This presentation reflects on the relative absence of the term "delta" in conversations with gardeners and fishermen from Vilkovo, a town I usually describe unreflectively as being located "in Ukraine's Danube Delta." The word "delta" has been used as a technical term to describe and compare the fan-like formations at river mouths for more than two millennia, including on the Danube/Ister. Yet, STS-inspired anthropologists remind us that a "delta" is not a single thing through time or across space even though the circulation of Dutch hydrological expertise in more recent history makes it seem as if this were so. Over the past two centuries different versions of the Danube Delta as a transportation corridor, reclaimed land, or a protected Ramsar wetland have overlapped and conflicted, often in the context of geopolitics. These "deltas" and their agents have often displaced, appropriated, or rendered problematic the knowledge, relations and dwelling practices of long-term river inhabitants. This paper describes Vilkovchani's relations with the elements of earth, air, water, and fire in order to render their sense of place in the plavni (reedbeds) where the Danube meets the Black Sea. In doing so, it seeks to displace the managerial scalar politics of encompassment that the statement "Vilkovo is in the Danube Delta" enacts. I reflect on what possibilities, if any, this might offer fishermen and gardeners in preventing the curtailment of their livelihoods.
National flows: the making of a turkish delta
This paper analyses the production of the Kızılırmak delta into a Turkish wetland. It argues that the production of Turkish wetlands required the integration of international categories of wetlands into national imaginaries, as well as the material making and remaking of landscapes themselves.
Beginning in the 1990s, scientists, NGOs, residents, and bureaucrats have come to reimagine the Kızılırmak delta. Previously, they had cast it as a fertile agricultural region at the edge of coastal marshes: home to tobacco, melon, pepper, and cabbage fields, rice paddies, and herds of water buffaloes and sheep grazing in the lower plains. Now, the delta is seen as a font of biological diversity and cultural value, at risk of disappearing in the face of urban, industrial, and agricultural pressures. Overlapping definitions, conservation policies and boundaries, and changing infrastructure make delta wetlands unstable, liminal places. And the instability of the wetland — as a place and as a category— has allowed it to become a locus of varied nationalist, international, and civic imaginaries. This paper analyzes the production of the Kızılırmak delta into a Turkish wetland, arguing that the production of Turkish wetlands required the integration of international categories of wetlands into national imaginaries, as well as the material making and remaking of landscapes themselves. Turkey's participation in international wetland conservation science since the 1960s must be situated within national (and nationalist) political and agricultural histories. Rather than an abrupt shift from reclamation to conservation, attention to the ways the delta's environments were made and remade shows institutional, material, and ideological continuities.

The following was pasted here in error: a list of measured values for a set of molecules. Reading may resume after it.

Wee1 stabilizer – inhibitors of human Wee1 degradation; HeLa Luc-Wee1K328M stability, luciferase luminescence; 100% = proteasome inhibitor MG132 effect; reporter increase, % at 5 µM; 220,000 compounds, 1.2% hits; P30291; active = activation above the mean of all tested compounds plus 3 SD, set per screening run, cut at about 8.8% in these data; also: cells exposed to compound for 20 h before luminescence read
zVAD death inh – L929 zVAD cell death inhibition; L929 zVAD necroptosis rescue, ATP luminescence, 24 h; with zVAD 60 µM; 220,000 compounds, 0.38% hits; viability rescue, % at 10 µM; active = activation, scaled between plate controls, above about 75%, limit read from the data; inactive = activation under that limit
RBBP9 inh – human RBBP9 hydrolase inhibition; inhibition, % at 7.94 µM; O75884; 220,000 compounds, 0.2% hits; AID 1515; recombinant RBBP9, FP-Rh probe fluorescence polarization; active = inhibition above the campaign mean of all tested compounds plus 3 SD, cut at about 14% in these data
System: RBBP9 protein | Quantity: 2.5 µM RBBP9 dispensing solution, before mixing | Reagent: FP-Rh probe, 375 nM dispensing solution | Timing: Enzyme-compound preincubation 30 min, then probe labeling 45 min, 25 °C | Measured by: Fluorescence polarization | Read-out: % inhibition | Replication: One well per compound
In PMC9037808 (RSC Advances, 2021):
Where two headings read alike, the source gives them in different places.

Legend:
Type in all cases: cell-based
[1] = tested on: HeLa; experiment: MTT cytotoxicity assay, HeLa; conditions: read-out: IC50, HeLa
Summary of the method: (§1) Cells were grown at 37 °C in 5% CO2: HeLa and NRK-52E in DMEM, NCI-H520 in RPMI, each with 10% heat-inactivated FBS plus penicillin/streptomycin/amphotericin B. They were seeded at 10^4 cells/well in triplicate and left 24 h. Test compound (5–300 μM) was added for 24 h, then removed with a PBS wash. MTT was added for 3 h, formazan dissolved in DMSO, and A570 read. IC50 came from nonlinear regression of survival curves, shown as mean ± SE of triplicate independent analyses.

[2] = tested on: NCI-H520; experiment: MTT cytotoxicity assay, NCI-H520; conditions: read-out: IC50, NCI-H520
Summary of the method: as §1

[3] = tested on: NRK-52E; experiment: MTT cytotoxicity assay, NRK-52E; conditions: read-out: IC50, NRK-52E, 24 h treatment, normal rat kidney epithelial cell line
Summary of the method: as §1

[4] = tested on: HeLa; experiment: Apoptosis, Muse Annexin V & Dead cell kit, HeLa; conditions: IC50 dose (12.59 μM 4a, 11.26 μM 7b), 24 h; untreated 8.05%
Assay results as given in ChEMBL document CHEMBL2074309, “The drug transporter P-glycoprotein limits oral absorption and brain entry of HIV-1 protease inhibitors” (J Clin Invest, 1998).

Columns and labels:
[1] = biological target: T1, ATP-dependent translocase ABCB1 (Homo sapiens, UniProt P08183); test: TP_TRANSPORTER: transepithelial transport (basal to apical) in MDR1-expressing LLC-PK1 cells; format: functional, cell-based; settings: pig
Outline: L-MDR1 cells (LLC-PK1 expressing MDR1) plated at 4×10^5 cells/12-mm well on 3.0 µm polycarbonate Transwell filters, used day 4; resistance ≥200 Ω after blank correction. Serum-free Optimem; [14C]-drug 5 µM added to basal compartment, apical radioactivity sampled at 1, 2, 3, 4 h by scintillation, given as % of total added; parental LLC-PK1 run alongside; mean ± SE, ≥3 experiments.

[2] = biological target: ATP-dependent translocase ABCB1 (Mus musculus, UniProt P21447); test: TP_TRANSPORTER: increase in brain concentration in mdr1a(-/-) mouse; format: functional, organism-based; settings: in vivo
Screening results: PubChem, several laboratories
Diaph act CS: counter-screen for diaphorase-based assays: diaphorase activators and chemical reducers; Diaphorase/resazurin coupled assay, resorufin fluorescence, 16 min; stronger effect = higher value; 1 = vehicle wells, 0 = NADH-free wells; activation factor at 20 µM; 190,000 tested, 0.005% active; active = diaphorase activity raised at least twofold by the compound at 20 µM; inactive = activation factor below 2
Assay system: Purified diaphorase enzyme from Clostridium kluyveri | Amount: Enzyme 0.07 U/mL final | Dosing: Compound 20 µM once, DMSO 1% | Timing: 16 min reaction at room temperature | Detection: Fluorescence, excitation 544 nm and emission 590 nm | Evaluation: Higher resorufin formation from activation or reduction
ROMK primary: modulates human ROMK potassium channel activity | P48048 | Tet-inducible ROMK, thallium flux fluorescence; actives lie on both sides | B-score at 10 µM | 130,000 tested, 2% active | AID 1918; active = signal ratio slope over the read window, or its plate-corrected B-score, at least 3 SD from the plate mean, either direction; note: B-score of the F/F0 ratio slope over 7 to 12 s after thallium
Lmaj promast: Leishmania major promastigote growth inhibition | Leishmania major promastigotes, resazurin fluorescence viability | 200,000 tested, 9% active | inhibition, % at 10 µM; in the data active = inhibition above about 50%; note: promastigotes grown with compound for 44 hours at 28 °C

This panel is closed to new paper proposals.